The cost assumption is that probes into the in memory hash table is basically free after it has paid the cost to
        build it. As described above the optimizer code estimated the hash table size and would reject plans it
        estimated would not fit into memory. For a long time all rows in a hash scan would go into memory even if
        the optimizer estimate was way low, which in some cases would result in out of memory.

        Recently a change was made to overflow the hash tables to disk. At that time the intent of this change was to
        handle the problem where the optimizer picked wrong - but just go slower rather than get an error. The assumption
        was it was still an error case rather than a normal expected path. No costing was added for the overflow to disk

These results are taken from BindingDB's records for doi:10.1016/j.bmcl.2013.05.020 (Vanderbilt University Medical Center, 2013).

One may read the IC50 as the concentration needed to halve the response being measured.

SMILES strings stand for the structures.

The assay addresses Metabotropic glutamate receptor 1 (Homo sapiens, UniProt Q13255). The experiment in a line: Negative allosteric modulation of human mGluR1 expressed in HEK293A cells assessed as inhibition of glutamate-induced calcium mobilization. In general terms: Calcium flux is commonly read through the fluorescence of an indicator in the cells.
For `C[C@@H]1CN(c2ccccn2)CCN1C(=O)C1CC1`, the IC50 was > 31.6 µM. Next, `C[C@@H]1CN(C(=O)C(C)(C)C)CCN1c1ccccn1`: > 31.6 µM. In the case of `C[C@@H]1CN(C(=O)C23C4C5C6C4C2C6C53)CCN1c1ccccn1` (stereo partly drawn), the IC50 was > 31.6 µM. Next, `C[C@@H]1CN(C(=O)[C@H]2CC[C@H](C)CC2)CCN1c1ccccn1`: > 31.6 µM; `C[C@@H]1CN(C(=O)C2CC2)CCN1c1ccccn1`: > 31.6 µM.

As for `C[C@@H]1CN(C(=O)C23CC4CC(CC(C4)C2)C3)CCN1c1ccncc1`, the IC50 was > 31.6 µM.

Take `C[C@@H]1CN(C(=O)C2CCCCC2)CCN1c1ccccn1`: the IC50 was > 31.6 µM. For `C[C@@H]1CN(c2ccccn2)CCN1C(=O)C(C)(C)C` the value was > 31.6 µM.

of the hash table. Note in the worst case this of an extremely large result set the cost of each probe into an
        overflowed hash table may be one synchronous I/O per row (definitely far from "free").

        If we really think it is a good idea to allow overflow hash tables in normal query processing then we should add
        real costing of such a beast. Do note that providing the real costing is not going to help the query slow down
        above, as the real problem is that the original row estimate is bad.

        My opinion is that there are better query processing options in cases where
        we expect the dataset to much larger than reasonably fits in memory, my
        favorite being some sort of sort /merge – especially when there already exists indexes on the 2 join keys thus